When I arrive at Collingwood United Church just before noon on Tuesday, I realize I am in time for dinner but late for the party. Quilting Day started hours earlier.
Once I learn this is a Day, and one of reaching back decades, I know the work being done here is special and significant and worth witnessing, in part because the number of quilters around the frame is slowly declining.
“We used to be able to get a quilt done in a day,” Grace Smith tells me, “but we don’t have as many quilters anymore.”
The women – today there are seven – arrive around 9:30 in the morning and take a break for dinner, which is provided by the Collingwood UCW (United Church Women group).
“At our UCW meeting, we plan our quilting dinner and we have extra people who cook for us,” explains Janet Tizzard, who doesn’t quilt but organizes the meal, which costs six dollars and is open to the community.
“When it comes to Quilting Day, I don’t have to think about what to make,” says Betty Weatherbee. “I make beans and Judy makes her chicken divan.”
That explains the husbands waiting to be called to the basement to enjoy the homemade meal complete with bread and biscuits and cake for dessert.
After lunch, back upstairs at the frame, the women jam thimbles onto fingers and pick up their needles while I sit on the piano bench and watch. The quilt is set up in the vestry, a large room alongside the church sanctuary, where it can remain until it is finished.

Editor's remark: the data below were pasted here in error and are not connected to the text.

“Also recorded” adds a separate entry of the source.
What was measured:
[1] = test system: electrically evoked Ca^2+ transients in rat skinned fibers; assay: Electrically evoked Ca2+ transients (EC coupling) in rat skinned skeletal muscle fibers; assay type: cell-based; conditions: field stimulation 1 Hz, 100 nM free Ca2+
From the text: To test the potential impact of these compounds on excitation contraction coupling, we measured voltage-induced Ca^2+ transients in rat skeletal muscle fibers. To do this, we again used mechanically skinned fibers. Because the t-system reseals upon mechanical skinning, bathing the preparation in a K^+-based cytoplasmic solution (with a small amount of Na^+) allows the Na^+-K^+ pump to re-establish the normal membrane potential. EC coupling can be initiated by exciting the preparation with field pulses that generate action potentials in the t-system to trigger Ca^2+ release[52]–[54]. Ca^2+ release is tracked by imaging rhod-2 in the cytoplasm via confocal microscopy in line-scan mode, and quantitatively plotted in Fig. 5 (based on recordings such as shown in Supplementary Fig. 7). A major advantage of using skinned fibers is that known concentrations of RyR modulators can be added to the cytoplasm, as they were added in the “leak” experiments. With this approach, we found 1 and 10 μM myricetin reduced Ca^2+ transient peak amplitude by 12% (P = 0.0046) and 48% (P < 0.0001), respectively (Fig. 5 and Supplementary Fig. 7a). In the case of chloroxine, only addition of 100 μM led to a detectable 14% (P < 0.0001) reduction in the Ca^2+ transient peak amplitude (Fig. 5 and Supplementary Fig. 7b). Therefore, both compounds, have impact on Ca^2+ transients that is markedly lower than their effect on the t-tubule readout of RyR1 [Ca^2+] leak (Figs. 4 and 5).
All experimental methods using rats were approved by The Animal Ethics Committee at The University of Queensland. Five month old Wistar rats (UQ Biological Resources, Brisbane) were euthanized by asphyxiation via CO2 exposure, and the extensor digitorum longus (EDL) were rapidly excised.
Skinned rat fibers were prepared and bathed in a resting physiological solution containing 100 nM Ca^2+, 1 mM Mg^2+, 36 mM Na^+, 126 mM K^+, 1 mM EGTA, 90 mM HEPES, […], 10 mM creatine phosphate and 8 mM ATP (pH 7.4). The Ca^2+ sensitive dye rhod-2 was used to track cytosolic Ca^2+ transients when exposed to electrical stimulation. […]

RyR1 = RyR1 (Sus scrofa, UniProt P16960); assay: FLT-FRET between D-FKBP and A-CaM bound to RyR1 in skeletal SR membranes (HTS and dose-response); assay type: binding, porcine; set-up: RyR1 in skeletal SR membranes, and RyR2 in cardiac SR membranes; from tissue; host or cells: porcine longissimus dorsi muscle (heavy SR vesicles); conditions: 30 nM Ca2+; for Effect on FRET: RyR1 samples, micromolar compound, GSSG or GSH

“We used to quilt in people’s living rooms before we had this vestry,” says Judy Bragg, who was taught to quilt more than fifty years ago by her new sister-in-law.
“Doreen said, ‘If you’re going to live in Collingwood, you have to know how to quilt so come on over.’ She didn’t care what my stitches looked like; the quilts were just for her.”
“You couldn’t live in Collingwood and not quilt,” says Betty. “We moved here in 1961 and I’ve been quilting since then. I had my ‘Just Friends’ books out the other night and I was making beans for the quilting dinner in 1983.”
Betty says that when they were all younger, and there were 16 women around the frame, “There were days when we’d quilt all day, go home and make supper then come back and quilt until ten o’clock.”
Now, after the big push on Quilting Day, the women come to the vestry to work on the quilt when they can.
The group quilts when they have a project; today they are taking the “Dresden Plate” pieces a friend’s late mother made and finally stitching them into a proper quilt.
Grace says they once kept track of the hours everyone worked on a quilt and they totalled 240 hours.
So if you ever balk at the cost of a quilt, consider this small group of skilled and dedicated women who spend more than 200 hours hand-stitching every piece and every inch of a quilt – and know you are paying for a work of art.